It can be a difficult sharing a name with someone else, not to mention confusing for others. Imagine the travails of trying to be taken seriously while going about your daily life as Alan Partridge or David Brent, for example.
The biggest problem facing the Chord Clearway Analogue RCA, in fact, is stepping out of the long shadow cast by the Award-winning speaker cable with which it shares its name.
It’s not that we think it will have too much trouble in doing so, rather that it deserves its own share of the limelight.
Build and compatibility
The Clearway actually takes the basis of its design from another Chord product – the Award-winning C-Line stereo interconnect. The same Tuned ARAY conductor geometry technology is present here.
Originally developed for digital cables, it is preferred for its increased transparency and has previously only been included in products aimed at the more high-end hi-fi customer.
MORE: Chord C-Line review
Each of the Clearway's material elements has been upgraded over the C-Line.
The conductors, for example, are a heavier gauge oxygen-free copper. Insulation has been upgraded to FEP (fluorinated ethylene propylene), the shielding is a dual-layer counter-wound heavy gauge foil design, and the cable is fitted with Chord’s silver-plated VEE 3 RCA plugs.
That might mean little to those who aren’t savvy in hi-fi engineering, but rest assured any confusion over its technology is completely at odds with the Clearway’s influence on your system’s musical performance.
At £90, nearly three times the price of the C-Line, it would perhaps be sensible to assume the improvements would only be discernable after a relative upgrade to the rest of your components. But thankfully that isn’t the case.
We begin our test using a Marantz CD6006 (£280), the current version of the same affordable model we used when introduced to the C-Line two years ago.
We play a 2009 remaster of Kraftwerk’s The Man-Machine, and the improved transparency and precision of the sound coming from our system with the Clearway plugged in is significant.
The synthesizer pattern that opens the first track, The Robots, stabs through the speakers, timing immaculately and opening the curtain wider to reveal space we may never have known was there otherwise.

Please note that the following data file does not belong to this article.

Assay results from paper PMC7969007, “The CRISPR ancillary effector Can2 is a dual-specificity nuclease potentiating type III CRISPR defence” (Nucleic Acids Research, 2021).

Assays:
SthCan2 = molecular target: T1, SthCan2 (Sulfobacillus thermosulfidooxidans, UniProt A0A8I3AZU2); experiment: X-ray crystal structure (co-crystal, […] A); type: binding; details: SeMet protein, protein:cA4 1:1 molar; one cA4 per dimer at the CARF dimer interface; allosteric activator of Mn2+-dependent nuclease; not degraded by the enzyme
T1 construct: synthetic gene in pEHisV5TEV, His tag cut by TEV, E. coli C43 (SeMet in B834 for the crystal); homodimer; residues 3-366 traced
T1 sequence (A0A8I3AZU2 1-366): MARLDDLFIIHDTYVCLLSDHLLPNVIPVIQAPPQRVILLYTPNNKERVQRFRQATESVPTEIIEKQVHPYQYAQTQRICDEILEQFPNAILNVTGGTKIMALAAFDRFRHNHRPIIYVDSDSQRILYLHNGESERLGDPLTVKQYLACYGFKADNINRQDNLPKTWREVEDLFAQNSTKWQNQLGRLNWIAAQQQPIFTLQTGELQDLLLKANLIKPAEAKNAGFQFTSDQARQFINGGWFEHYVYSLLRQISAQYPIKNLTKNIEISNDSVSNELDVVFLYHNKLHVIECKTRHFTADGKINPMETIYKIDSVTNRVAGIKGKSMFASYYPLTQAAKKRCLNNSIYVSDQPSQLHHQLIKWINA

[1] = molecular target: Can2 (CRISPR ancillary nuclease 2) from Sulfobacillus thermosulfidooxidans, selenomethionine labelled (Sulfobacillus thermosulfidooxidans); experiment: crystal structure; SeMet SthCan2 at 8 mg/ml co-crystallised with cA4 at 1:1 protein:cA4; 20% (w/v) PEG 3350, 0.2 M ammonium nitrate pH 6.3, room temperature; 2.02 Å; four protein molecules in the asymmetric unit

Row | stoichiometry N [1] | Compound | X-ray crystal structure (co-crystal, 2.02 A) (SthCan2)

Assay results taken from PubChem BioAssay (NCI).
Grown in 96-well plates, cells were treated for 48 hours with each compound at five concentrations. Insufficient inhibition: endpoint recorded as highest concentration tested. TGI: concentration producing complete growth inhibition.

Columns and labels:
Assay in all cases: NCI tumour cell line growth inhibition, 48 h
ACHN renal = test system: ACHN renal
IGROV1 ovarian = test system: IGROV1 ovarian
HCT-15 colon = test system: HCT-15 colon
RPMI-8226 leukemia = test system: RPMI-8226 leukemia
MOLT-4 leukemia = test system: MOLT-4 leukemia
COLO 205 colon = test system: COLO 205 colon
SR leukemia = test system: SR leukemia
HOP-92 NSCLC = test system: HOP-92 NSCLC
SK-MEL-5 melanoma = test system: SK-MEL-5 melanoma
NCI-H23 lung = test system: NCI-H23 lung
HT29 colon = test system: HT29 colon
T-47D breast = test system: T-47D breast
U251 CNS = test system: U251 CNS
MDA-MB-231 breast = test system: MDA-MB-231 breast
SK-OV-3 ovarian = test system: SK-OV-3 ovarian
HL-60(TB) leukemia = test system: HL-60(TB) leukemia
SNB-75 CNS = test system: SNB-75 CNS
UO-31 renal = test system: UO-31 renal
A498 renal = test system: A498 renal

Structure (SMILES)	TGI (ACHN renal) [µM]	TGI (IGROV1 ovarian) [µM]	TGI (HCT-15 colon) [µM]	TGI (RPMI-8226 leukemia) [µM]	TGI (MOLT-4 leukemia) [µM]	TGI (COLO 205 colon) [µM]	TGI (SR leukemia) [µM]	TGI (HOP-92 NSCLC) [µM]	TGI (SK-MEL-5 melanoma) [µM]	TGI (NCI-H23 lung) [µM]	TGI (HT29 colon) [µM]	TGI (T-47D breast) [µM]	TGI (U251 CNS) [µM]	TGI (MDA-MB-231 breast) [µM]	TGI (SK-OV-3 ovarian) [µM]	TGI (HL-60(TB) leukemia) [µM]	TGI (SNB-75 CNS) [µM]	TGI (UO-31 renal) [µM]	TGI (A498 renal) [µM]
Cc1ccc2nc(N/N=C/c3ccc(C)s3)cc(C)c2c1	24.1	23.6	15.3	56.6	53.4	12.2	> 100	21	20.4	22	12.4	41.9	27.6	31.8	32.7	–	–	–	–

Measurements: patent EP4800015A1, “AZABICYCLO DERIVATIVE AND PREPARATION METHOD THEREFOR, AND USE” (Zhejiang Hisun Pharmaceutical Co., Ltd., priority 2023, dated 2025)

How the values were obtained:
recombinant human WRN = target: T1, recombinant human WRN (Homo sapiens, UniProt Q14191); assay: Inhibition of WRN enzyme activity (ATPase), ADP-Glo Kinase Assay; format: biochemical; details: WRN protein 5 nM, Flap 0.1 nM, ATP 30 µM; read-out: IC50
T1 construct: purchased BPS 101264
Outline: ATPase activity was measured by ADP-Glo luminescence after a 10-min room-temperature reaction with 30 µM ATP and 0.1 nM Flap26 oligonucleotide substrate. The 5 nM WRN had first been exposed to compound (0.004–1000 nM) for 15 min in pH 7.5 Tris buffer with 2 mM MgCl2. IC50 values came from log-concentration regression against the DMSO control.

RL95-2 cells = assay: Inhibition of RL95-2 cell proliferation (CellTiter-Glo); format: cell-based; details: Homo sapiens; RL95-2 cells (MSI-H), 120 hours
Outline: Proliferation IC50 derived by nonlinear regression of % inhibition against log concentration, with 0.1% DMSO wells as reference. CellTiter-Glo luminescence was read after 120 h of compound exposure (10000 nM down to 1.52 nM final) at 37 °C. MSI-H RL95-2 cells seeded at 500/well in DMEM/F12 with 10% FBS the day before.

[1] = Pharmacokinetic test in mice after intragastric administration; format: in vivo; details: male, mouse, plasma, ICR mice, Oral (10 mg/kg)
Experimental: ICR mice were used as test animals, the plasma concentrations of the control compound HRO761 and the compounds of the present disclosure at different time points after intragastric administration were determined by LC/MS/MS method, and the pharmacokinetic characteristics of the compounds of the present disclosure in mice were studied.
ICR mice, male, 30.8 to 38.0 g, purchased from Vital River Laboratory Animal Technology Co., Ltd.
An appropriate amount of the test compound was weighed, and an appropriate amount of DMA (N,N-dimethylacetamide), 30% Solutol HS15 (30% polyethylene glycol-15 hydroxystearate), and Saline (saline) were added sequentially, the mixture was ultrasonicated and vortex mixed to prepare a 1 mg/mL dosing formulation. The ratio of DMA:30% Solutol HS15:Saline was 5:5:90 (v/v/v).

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The performance is richer in detail as well, revealing earthy textures to synth motifs and vocoder-treated vocal lines - even the difference better dry signals and those dosed with a modicum of reverb is more pronounced.
If Chord found it difficult to come up with an original title for its new stereo interconnect, it is easy to see why the company chose to reuse Clearway.
The C-Line’s true forte is the way it allows us to hear the real musicality in a piece, allowing the system to knit it all together. This new interconnect goes further: performance is truer when using the Clearway – it’s a little like everything has been cleaned.
The extra analytical insight you're after when you spend really significant money on a system is there, but also even more in terms of dynamics and organisation.
Take The Model, for example, the track on this album that probably sounds least like it was devised and performed by a group of automatons.
The way the Marantz emits Ralf Hütter’s vocal when it's pouring through the Clearway is still pristine, but tinged with the blithe nonchalance that elevates the performance from cold appreciation of said model to more understated aching.
If there is a choice to be made between transparency and expression further down the hi-fi food chain, Chord has shown that for £90 you are more than welcome to both.
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Having spent time using the Clearway, it is really quite unsatisfying to listen to the same songs with anything else of a similar price.
The price tag might weigh heavy on many listeners’ wallets – and the cheaper C-Line remains a class leader we can still get behind.
But for those who can justify the outlay, and who have a system to justify it too, the Clearway is brilliantly capable of letting you hear where your money has gone.
See all our Chord Company reviews